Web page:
Buddy Lee Parker vs. Saturn
Parker’s main gig was the Power Plant hustle, running wannabes into the ground, getting them to indulge in his marine drill instructor fantasy fetish by crying “I’m a dying cockroach!”, then picking off the one or two that might’ve had something to try and train up. You’ve heard nothing until you’ve heard a Jimmy Hart version The Beautiful People. Saturn was phasing out of his weird Marilyn Manson character and back into more of a straight wrestler. He plucks out an Owen Hart tribute poster, as this was not long after his death. Fake drill sergeant against legit army ranger. Hudson goes through some of the workout routine at Parker’s camp, designed to weed you out within ten minutes. Saturn gets Parker in the corner for mounted punches but gets dropped on the top rope. Butterfly suplex for two. He hesitates on a charge and walks into a release Northern Lights suplex, then it’s a Death Valley Driver to finish out of nowhere. Because DVD was the new format we have to hear the finisher abbreviated to that half as much as the real name.
The replay is sponsored by Milky Way with caramel inside it, which is far different to the type of Milky Way we have in the UK. Let’s compare:
Gene speaks to Hardcore Hak (the Sandman) and Chastity. That was a case of them using his nickname (Hak) instead of his more famous name, although I don’t know how you get that from James Fullington. You can guess which one of the two Gene is keener to focus on. In any case, Hak looks forward to wrestling Bam Bam Bigelow in hardcore matches while Gene probably has Chastity’s hardcore tapes in his collection.
Scott and Larry look forward to Bash at the Beach, although Larry has crab cakes repeating on him. Scott: “I thought someone was burning tyres outside.”
Gene speaks again to Curt Hennig and “Big, Bad Bobby Duncum”, bestowing his father’s nickname on him. So what if Master P was the number eleven seller in entertainment in 1998? Hennig was in the top two or three.
Scott and Steve Armstrong vs. Disorderly Conduct
I’m pretty sure one half of the latter team showed up in the Marty Jannetty Dark Side of the Ring recently to talk about Marty’s misbehaviour from the minute he got in the business. The Armstrongs pull out some old Southern Boys spots like the one man drops down into a flying clothesline from the other. Tough Tom, who has the mullet, breaks up a sunset flip and gets a side suplex for two. Mean Mike helps out with a rope clothesline or two. Weird gear for the heels who look like they’re wearing sleeveless Elvis suits. Weird double team powerbomb, with more of a landing on the coccyx for Scott, sees Steve come in to break it up and get a tag in. Assisted missile dropkick gets the win for the Armstrongs.
Gene chats with “David ‘Fit’ Finlay”, who’s entering into the hardcore division, which is something he’d regret as he almost lost his leg to an accident in a match. His hair here, a blonde flattop, might be worse than his eighties moustache and mullet look. Fit wants to tell the story of Br’er Rabbit, but Gene cuts him off before we can go any further.
Kaz Hayashi vs. Blitzkrieg
The darling of 1999, Blitzkrieg would have some awesome cruiserweight matches in ’99 before retiring well before his time to civilian life, apparently a computer programmer now. Kaz gets his take on the People’s Elbow early on for some reason. Blitz gets a spinning cradle for two but is kicked down. I always remember Kaz as a put-upon babyface before forming the Yung Dragons, but he’s working as a heel here. Blitz gets a springboard dropkick to the back and then a plancha to the outside. “Yeah, come on!” he cries, hardly sounding like the Rock as he does. Back in, a springboard crossbody is dropkicked out of by Kaz, who then gets a slingshot DDT for two. Hard one to do in a fluid motion. Blitz comes back with a dropkick. Frankensteiner is blocked to allow Kaz to get a senton off the top for the win. The most generic Japanese music in their library plays upon his victory.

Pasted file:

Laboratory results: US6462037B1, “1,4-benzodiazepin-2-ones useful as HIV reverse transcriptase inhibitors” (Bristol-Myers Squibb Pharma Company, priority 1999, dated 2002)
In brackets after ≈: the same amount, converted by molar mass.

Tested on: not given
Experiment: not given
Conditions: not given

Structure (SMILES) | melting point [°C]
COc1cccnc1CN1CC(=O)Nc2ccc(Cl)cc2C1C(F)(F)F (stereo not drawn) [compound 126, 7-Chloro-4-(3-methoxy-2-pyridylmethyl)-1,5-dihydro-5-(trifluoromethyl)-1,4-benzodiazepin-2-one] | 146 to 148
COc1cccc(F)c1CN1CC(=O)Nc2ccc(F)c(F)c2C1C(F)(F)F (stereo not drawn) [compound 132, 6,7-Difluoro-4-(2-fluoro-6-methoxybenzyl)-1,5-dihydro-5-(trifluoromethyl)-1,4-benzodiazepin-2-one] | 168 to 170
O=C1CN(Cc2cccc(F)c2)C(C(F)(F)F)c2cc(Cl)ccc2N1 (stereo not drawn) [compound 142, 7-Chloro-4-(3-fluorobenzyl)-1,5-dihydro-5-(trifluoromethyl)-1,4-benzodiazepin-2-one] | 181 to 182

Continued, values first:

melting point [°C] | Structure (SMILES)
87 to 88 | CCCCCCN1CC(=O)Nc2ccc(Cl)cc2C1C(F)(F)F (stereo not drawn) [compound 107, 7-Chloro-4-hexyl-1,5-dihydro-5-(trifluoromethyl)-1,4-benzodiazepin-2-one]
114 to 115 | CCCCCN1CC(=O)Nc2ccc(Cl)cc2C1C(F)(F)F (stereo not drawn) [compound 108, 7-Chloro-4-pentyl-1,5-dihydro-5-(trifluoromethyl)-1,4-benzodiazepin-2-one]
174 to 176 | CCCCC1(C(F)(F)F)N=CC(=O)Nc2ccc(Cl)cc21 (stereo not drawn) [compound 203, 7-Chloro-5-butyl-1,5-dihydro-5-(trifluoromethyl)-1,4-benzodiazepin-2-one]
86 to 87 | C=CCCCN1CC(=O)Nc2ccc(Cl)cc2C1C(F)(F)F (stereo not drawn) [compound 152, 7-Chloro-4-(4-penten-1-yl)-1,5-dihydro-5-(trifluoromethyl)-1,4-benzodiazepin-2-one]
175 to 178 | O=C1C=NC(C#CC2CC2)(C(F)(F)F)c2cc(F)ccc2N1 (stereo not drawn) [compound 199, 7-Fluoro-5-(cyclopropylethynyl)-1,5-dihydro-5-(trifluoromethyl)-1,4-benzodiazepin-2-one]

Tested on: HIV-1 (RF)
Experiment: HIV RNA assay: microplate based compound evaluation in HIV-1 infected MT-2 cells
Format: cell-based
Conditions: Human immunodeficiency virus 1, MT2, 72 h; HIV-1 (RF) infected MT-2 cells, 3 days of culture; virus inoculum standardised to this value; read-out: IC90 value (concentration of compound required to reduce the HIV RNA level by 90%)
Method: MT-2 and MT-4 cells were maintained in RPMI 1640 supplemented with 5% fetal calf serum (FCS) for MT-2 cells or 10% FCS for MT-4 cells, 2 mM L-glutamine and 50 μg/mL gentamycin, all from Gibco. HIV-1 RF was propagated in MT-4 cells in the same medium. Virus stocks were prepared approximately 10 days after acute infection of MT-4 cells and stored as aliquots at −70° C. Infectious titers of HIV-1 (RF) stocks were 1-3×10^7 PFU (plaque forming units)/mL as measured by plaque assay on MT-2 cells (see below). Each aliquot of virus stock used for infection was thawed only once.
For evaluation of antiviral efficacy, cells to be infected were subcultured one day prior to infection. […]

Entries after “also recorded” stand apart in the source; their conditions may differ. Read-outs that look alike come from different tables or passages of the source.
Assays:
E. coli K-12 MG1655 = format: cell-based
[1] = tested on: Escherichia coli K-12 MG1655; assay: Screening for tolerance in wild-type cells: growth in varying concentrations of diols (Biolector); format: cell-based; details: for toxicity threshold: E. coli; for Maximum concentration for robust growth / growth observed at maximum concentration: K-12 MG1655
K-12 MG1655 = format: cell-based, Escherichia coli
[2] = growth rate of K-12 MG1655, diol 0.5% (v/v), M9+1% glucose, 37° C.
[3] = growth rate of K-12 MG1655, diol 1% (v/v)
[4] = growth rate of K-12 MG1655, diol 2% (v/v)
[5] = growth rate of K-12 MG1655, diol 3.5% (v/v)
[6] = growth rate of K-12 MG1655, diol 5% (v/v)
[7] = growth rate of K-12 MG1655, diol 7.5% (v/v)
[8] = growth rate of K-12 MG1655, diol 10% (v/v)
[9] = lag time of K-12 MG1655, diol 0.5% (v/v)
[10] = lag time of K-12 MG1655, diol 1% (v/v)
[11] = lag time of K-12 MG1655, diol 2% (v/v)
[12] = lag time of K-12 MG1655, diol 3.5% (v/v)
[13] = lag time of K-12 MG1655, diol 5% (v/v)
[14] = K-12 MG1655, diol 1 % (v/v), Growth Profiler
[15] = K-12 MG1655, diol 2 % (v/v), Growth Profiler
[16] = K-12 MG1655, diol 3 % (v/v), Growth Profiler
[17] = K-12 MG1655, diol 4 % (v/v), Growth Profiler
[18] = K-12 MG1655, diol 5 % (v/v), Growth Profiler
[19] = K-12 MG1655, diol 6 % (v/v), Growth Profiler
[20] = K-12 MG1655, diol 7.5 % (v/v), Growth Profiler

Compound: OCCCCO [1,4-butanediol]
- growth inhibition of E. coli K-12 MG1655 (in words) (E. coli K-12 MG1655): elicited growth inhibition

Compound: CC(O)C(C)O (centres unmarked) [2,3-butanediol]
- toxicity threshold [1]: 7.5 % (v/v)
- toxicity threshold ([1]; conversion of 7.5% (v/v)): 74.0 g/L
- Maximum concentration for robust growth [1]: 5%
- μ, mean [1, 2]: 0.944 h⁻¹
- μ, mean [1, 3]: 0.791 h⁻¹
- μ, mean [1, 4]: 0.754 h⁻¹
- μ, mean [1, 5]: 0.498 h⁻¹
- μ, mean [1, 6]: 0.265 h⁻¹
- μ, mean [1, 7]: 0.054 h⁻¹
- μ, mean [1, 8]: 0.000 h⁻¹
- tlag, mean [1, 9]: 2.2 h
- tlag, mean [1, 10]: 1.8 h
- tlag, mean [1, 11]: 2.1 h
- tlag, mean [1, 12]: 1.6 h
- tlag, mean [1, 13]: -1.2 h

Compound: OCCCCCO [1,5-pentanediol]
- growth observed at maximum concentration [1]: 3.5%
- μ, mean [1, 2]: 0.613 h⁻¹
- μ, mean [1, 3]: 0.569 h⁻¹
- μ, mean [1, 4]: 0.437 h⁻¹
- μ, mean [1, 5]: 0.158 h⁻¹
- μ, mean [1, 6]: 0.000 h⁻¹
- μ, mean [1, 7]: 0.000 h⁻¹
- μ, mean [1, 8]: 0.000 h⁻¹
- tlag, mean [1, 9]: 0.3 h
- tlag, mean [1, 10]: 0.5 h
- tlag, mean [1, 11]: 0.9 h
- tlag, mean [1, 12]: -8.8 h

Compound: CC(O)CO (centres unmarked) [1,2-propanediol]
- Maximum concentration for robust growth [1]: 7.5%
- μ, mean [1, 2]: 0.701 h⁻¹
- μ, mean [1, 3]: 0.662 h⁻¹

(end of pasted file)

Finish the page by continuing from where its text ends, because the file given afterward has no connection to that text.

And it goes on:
Well, interesting to walk into this and not know who I was going to see or what I was going to get. I’d given up on this show years before with the inundation of other shows in the mean time, so it was a case of giving the people doing nothing on the roster something to do to keep fit. Wasn’t a pit of hidden gems, but at least there were a few curiosities in there.
Mini-review to finish of the Batman Beyond episode Meltdown:
So, the Batman of the future is Terry McGinnis, mentored by an elderly Bruce Wayne, who years later in a contrivance would be genetically linked to him as his father. Terry had his own arch-enemy in evil industrialist Derek Powers, who in an accident became the villain Blight, a radioactive skeleton who is covered in fake skin to maintain his business dealings. He is looking for a solution to this problem, so new scientist Stephanie Lake suggests building him a new body, but wants to test the process out on someone else first, which means a trip down to the vault to meet Mr. Freeze, reduced to a head in a jar for half a century (“There hasn’t been a day, an hour, a minute, that I haven’t thought about death. It OBSESSES me!”). Lake transfers what’s in the head into a new body, giving Victor Fries new life, seemingly reformed and pardoned. Bruce isn’t convinced, so has Terry check him out. Turns out he’s legit, but it’s not long before things start going wrong.
The Batman Beyond crew said they were conscious of relying too much on the old rogues gallery, but here they were absolutely right to bring back a futuristic version of Mr. Freeze. The tension is in the “Will he? Won’t he? He is? Oh no!” devolution of Freeze, as his body breaks down on him, he regrets listening to false promises, and he goes back to a new version of his old suit. Bruce is frustrated that Terry wouldn’t believe it was the same old Freeze, Terry is frustrated that Bruce wouldn’t give him a chance. Freeze, played masterfully once again by Michael Ansara, gets to have a cold vs. hot battle with Blight and kills in cold blood (pun intended) Dr. Lake, who for the time she was on screen was played just as well by Linda Hamilton of all the guest stars. Best episode of season one and a contender for best episode of the series, akin to Heart of Ice. Freeze appears to kill himself off… the audience at least hopes he succeeds so that he can finally find peace seeing as life isn’t worth living for him.
Back next week with something from 1987.